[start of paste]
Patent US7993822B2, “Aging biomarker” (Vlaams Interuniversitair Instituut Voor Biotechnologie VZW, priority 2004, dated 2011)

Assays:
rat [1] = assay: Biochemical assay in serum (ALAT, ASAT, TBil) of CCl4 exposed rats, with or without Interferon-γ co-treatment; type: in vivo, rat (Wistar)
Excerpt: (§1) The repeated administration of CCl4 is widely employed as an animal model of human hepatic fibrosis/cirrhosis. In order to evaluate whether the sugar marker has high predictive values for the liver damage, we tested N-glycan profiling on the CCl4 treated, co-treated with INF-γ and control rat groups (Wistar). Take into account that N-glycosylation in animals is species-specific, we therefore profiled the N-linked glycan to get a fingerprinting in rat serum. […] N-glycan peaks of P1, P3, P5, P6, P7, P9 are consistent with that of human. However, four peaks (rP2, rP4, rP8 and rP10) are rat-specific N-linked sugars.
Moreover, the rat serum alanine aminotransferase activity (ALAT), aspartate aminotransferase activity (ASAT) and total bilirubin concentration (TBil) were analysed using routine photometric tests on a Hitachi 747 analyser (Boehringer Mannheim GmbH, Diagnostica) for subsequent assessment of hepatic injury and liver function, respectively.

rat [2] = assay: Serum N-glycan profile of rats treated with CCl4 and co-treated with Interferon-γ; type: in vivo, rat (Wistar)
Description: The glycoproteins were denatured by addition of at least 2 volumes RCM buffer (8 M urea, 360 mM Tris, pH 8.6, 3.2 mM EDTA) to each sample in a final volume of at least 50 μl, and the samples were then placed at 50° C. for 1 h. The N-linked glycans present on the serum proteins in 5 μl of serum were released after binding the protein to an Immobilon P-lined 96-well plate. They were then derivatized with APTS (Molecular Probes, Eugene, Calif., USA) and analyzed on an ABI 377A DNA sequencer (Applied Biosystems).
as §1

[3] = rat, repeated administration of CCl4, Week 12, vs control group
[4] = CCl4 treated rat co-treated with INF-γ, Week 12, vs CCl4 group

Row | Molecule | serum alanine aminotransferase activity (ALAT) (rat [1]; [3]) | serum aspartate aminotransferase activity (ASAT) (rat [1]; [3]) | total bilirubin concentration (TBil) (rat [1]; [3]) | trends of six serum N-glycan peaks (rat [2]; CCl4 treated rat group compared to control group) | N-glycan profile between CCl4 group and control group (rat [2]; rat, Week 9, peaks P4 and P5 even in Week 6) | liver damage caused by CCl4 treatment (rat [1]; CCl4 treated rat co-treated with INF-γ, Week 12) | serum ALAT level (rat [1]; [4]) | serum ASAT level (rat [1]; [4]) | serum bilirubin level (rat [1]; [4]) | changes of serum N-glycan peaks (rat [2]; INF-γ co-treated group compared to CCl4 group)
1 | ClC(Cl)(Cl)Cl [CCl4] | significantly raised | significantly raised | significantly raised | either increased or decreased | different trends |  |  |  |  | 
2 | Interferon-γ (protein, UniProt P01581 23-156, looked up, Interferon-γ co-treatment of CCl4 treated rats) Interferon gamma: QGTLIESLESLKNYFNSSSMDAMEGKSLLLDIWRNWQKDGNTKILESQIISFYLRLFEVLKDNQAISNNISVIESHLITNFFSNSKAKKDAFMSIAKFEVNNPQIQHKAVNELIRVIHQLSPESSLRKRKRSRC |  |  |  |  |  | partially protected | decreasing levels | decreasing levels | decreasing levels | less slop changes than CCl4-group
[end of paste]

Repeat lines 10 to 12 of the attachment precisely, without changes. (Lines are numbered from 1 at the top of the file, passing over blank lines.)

[4] = CCl4 treated rat co-treated with INF-γ, Week 12, vs CCl4 group

Row | Molecule | serum alanine aminotransferase activity (ALAT) (rat [1]; [3]) | serum aspartate aminotransferase activity (ASAT) (rat [1]; [3]) | total bilirubin concentration (TBil) (rat [1]; [3]) | trends of six serum N-glycan peaks (rat [2]; CCl4 treated rat group compared to control group) | N-glycan profile between CCl4 group and control group (rat [2]; rat, Week 9, peaks P4 and P5 even in Week 6) | liver damage caused by CCl4 treatment (rat [1]; CCl4 treated rat co-treated with INF-γ, Week 12) | serum ALAT level (rat [1]; [4]) | serum ASAT level (rat [1]; [4]) | serum bilirubin level (rat [1]; [4]) | changes of serum N-glycan peaks (rat [2]; INF-γ co-treated group compared to CCl4 group)
1 | ClC(Cl)(Cl)Cl [CCl4] | significantly raised | significantly raised | significantly raised | either increased or decreased | different trends |  |  |  |  | 